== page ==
In the summer of 2014, RXBar went from a basement project to a real business. Last week, it sold to Kellogg’s for $600M. That’s the kind of timeline to exit and acquisition price investors across geographies look for, and it’s one that came directly from Chicago.
But the RXBar acquisition is more than just a one-off win. It’s a growth signal for one of Chicago’s booming new industries: simple food and beverage. Simple food and beverage companies are ones that focus on producing and distributing foods with whole, pronounceable ingredients that are transparently presented and are meant to be nutritionally good for you.
Overwhelmingly, consumers are siding with the simple food and beverage movement. Research conducted by Hershey shows that 68% of global consumers want to recognize every ingredient on a label and 40% wanted food and beverages to have as few ingredients as possible. In the meantime, larger food and beverage brands that have historically dominated the market are seeing that smaller, simple brands are outpacing them. These newer players with annual sales under $1B – and often much less than that – are outperforming the big-name brands, growing revenue about three times faster and seeing market share increase by 1.7% while their entrenched competition sees a decline of 0.7%.
Even as these smaller companies grow their market share and attract customers away from the top food and beverage companies nationally and globally, they are not as represented in VC investing. This stems from the fact that these companies are based outside the main centers of VC investing, as are their potential acquirers like Kellogg’s.
They are based, though, in the Midwest.
- Limitless Coffee and Tea, helmed by simple foods industry leader Matt Matros of Protein Bar, produces and sells coffee made from clean beans to eliminate the potential for contaminants and deliver coffee in its “purest” form.
- Here, which works under a “farm to label” model makes fresh, clean, plant-based packaged goods with ingredients sourced from local Midwestern farmers.
- Tovala is a smart oven and meal-subscription company that uses steaming and clean, simple ingredients to provide customers with convenient, healthy meals.
- Fooda takes the concept of convenient, healthy meals and brings them to office lunches.
- Farmers Fridge is transforming vending machines into state-of-the-art self-serve restaurants by offering fresh, healthy food instead of traditional packaged fare.
- Finally, Simple Mills (which my VC group Hyde Park Angels has a stake in), produces baking mixes, crackers, and ready-to-eat cookies made from simple, clean, non-GMO, and gluten-free ingredients.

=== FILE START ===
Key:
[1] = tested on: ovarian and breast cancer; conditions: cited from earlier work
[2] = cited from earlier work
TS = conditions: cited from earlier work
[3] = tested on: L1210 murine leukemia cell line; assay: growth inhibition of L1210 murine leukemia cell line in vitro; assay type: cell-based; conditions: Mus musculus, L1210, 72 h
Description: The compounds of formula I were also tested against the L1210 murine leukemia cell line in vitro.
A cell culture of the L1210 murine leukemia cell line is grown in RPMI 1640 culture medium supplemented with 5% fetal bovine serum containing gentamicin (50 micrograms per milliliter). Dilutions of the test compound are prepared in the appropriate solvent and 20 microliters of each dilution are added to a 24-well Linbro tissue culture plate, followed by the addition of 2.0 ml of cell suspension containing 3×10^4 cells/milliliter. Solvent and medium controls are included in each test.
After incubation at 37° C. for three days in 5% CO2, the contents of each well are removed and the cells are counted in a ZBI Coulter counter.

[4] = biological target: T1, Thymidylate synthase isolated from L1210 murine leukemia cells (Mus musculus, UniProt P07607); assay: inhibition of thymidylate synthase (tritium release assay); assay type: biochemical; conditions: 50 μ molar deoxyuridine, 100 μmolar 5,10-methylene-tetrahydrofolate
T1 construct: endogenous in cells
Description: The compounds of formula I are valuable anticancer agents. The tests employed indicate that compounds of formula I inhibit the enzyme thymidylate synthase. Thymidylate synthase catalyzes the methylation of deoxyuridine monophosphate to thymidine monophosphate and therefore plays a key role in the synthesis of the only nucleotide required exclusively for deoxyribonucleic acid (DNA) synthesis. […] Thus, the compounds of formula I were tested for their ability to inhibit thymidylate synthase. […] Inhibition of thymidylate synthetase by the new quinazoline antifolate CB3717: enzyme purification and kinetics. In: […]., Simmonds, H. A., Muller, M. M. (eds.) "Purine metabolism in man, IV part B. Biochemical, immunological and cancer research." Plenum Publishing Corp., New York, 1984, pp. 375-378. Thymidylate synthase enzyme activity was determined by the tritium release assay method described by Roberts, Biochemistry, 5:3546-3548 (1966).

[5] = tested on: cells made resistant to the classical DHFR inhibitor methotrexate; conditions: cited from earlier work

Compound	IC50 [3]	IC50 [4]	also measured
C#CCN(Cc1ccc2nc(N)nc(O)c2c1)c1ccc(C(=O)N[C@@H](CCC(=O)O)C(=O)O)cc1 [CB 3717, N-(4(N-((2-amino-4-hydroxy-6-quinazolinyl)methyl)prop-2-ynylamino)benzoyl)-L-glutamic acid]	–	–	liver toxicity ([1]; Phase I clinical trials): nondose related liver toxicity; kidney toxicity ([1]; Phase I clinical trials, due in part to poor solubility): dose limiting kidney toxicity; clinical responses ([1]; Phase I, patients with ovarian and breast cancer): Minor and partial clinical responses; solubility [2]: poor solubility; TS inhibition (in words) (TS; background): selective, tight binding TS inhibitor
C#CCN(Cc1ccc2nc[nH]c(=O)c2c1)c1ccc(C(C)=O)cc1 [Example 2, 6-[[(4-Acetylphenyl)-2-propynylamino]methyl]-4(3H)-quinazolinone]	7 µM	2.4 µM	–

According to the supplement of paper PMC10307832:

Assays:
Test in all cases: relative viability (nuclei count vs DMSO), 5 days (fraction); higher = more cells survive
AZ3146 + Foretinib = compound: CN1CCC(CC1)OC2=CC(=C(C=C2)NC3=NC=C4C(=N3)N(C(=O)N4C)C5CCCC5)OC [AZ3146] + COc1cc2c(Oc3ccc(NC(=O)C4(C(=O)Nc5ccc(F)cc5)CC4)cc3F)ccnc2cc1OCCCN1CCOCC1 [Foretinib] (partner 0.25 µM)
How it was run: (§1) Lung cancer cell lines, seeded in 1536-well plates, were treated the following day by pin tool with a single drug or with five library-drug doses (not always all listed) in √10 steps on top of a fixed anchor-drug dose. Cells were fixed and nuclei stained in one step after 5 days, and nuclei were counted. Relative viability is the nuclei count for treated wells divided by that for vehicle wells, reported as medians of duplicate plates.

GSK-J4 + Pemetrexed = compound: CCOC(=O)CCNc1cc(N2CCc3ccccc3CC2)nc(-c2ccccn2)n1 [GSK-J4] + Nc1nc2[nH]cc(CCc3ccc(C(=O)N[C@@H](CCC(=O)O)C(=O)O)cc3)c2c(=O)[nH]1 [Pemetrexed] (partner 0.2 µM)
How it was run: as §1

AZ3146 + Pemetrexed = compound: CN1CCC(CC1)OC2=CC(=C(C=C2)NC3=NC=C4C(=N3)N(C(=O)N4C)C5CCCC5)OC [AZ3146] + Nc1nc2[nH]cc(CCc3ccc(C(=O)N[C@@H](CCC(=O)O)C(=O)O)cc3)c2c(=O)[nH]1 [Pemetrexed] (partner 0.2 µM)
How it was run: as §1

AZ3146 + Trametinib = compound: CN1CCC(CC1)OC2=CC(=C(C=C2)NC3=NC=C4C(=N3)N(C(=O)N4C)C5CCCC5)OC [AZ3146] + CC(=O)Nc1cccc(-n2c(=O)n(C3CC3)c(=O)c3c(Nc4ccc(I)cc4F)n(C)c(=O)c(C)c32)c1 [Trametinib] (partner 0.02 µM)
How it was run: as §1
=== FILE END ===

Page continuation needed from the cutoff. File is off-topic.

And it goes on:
And these companies are growing. Fooda recently raised $12.5M, Simple Mills is the fastest-growing natural baking mix and cracker brand, and Tovala earned a spot as one of the top-performing Kickstarter campaigns of 2016.
This traction in the simple food and beverage market aligns with a greater overall national trend around simple, healthful eating, but it’s entrenchment in Chicago is also a product of companies that came before.
Operating off playbooks set by giants in the Chicago food and beverage space like SkinnyPop (which went public in 2015), Mike’s Hard, Peapod, Protein Bar, and GrubHub(which went public in 2014), this new surge of young startups has the foundation laid for them to rise even faster. While companies like Simple Mills and Tovala are benefiting from some of the same resources their forebears relied on to get their start, such as the gains from taking home the top prize in the Chicago Booth’s New Venture Challenge as GrubHub did before them, the real value lies in the mentorship and investment they receive from these leaders. Many of the founders of these now large and powerful companies, like Andy Friedman and Pam Netzky of SkinnyPop and Matt Maloney and Mike Evans of GrubHub, are actively mentoring this next wave of startup food and beverage leaders.
These startups are also benefiting from the growth in new capital and resources available to the food and beverage space. Former McDonald’s CEO Don Thompson recently opened Cleveland Avenue, an accelerator for food and beverage companies, in Chicago. Tyson launched its venture arm and made a commitment to invest $150M in new food businesses in 2016. Mars-Wrigley recently brought its President of Global Business Development, Keith Levy, to Chicago to head up its global growth efforts in its newly merged confectionery business.
These major corporate players aren’t just accelerating growth and investing capital in simple food and beverage startups; they’re also going into business with them. Companies as far-reaching as McDonald’s, Miller-Coors and U.S. Foods are relocating to startup-dense areas, strategically partnering with startups and acquiring them outright.
In other words, Chicago is poised to see a lot more stories like this recent RXBar announcement. The simple food and beverage space has never looked so strong, and its base is here.
Originally published on Forbes.